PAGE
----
On a recent Radio 4 show, Alasdair Smith mentioned that customers are still very loyal to the banks that hold their current accounts, despite the fact that many are paying substantial fees for unauthorised overdrafts and have been for many years.
If the financial impact of paying high overdraft fees isn’t a big enough incentive for customers to move banks, then is a government comparison site that requires the input of personal bank details really the tool that is going to change that behaviour?
For challenger banks the news this morning is two fold:
On the one hand a government comparison site gives them the ability to compete with the retail banks in a transparent way, and will crucially raise the profile of their business which will draw more customers looking for a better deal... it's free marketing.
On the other hand, if the government comparison site is not a success story and the reality of paying high unauthorised overdraft fees is also not a big enough motivator for customers to switch, then what kind of incentive is going to be enough to persuade these customers to move from their current provider to a new challenger bank service? Surely that would present a serious problem to any challenger bank looking to build it's customer base, particularly as challenger banks will have to secure mainstream customers rather than the early adopters who currently make up the significant proportion of their customer base if they are to truly threaten the established players?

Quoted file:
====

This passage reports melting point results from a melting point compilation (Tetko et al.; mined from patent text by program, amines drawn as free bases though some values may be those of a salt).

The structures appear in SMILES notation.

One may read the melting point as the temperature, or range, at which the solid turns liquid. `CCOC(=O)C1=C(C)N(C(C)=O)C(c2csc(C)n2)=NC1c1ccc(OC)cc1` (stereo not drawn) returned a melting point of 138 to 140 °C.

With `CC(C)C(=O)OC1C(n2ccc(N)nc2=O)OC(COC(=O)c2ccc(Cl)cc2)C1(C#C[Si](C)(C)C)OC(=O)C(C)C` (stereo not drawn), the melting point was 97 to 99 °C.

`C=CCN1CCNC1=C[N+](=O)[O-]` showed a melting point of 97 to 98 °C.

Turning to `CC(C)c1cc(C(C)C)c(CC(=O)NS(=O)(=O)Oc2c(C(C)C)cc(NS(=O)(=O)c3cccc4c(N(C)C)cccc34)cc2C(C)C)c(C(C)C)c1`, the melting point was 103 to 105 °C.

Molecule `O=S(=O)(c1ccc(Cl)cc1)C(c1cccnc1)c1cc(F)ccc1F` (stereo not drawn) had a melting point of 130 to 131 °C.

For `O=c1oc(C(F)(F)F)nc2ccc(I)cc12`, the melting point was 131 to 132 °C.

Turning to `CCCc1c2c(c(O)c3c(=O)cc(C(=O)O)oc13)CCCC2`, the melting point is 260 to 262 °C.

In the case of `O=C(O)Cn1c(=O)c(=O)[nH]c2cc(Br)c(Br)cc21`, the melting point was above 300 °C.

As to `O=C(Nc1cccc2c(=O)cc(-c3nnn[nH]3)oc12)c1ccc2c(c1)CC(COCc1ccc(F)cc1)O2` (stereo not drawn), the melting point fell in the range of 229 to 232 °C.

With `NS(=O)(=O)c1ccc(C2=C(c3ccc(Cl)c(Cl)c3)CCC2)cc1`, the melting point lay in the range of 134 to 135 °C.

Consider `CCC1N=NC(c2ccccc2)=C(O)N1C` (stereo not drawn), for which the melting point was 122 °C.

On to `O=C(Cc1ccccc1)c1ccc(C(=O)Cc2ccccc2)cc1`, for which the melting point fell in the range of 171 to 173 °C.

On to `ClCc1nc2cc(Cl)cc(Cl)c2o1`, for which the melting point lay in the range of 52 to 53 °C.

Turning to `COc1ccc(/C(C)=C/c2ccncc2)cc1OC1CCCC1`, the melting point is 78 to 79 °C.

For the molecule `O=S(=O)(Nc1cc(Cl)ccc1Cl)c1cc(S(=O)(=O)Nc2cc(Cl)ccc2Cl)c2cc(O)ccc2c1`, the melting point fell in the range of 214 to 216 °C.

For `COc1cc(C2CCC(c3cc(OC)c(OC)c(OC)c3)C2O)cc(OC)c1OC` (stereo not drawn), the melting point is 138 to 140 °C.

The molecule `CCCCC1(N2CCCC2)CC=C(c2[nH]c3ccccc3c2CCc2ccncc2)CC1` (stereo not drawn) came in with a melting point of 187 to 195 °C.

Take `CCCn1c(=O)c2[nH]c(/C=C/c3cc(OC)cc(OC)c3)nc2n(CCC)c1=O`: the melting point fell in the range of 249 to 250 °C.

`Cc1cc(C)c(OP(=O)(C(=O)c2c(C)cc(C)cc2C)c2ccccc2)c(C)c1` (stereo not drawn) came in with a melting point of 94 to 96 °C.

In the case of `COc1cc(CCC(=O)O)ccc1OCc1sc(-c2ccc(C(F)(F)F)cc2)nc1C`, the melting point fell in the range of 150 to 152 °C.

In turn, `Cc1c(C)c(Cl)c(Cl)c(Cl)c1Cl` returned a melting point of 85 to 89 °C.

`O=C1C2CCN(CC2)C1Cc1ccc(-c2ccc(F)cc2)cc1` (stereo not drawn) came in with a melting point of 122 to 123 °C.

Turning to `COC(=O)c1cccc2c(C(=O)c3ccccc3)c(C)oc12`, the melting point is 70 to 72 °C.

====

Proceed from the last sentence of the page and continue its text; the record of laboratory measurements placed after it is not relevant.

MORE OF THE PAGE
At EO Executives, we have provided Senior and Executive level support to the high street banks and more recently have been working closely with a number of new challenger banks so am very interested to see how this develops.
Let me know in the comments what you think
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